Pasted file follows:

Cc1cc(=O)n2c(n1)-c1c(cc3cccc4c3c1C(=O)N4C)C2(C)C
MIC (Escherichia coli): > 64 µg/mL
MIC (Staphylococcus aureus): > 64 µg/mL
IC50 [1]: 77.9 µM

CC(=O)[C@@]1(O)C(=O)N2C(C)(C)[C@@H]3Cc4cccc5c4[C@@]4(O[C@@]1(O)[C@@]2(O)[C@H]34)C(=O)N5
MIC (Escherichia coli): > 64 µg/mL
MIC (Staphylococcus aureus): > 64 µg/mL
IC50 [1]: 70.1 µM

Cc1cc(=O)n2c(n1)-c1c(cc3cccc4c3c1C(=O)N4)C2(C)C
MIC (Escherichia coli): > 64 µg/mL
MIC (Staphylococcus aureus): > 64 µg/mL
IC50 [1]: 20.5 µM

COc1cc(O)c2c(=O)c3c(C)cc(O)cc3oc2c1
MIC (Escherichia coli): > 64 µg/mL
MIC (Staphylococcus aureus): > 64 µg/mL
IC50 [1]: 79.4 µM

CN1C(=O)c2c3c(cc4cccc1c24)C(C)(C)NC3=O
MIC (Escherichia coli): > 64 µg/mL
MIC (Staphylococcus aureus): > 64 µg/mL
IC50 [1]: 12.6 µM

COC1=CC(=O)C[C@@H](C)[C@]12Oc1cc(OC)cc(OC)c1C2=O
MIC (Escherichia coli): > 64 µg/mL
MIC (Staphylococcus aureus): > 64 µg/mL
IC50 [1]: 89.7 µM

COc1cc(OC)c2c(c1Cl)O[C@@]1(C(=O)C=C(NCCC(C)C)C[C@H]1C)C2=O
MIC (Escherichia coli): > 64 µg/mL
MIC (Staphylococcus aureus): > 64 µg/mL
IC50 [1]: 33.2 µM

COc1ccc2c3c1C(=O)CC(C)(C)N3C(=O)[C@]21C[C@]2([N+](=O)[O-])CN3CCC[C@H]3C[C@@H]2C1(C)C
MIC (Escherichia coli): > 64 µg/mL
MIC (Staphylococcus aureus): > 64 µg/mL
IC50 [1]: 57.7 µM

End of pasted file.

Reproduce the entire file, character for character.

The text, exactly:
Cc1cc(=O)n2c(n1)-c1c(cc3cccc4c3c1C(=O)N4C)C2(C)C
MIC (Escherichia coli): > 64 µg/mL
MIC (Staphylococcus aureus): > 64 µg/mL
IC50 [1]: 77.9 µM

CC(=O)[C@@]1(O)C(=O)N2C(C)(C)[C@@H]3Cc4cccc5c4[C@@]4(O[C@@]1(O)[C@@]2(O)[C@H]34)C(=O)N5
MIC (Escherichia coli): > 64 µg/mL
MIC (Staphylococcus aureus): > 64 µg/mL
IC50 [1]: 70.1 µM

Cc1cc(=O)n2c(n1)-c1c(cc3cccc4c3c1C(=O)N4)C2(C)C
MIC (Escherichia coli): > 64 µg/mL
MIC (Staphylococcus aureus): > 64 µg/mL
IC50 [1]: 20.5 µM

COc1cc(O)c2c(=O)c3c(C)cc(O)cc3oc2c1
MIC (Escherichia coli): > 64 µg/mL
MIC (Staphylococcus aureus): > 64 µg/mL
IC50 [1]: 79.4 µM

CN1C(=O)c2c3c(cc4cccc1c24)C(C)(C)NC3=O
MIC (Escherichia coli): > 64 µg/mL
MIC (Staphylococcus aureus): > 64 µg/mL
IC50 [1]: 12.6 µM

COC1=CC(=O)C[C@@H](C)[C@]12Oc1cc(OC)cc(OC)c1C2=O
MIC (Escherichia coli): > 64 µg/mL
MIC (Staphylococcus aureus): > 64 µg/mL
IC50 [1]: 89.7 µM

COc1cc(OC)c2c(c1Cl)O[C@@]1(C(=O)C=C(NCCC(C)C)C[C@H]1C)C2=O
MIC (Escherichia coli): > 64 µg/mL
MIC (Staphylococcus aureus): > 64 µg/mL
IC50 [1]: 33.2 µM

COc1ccc2c3c1C(=O)CC(C)(C)N3C(=O)[C@]21C[C@]2([N+](=O)[O-])CN3CCC[C@H]3C[C@@H]2C1(C)C
MIC (Escherichia coli): > 64 µg/mL
MIC (Staphylococcus aureus): > 64 µg/mL
IC50 [1]: 57.7 µM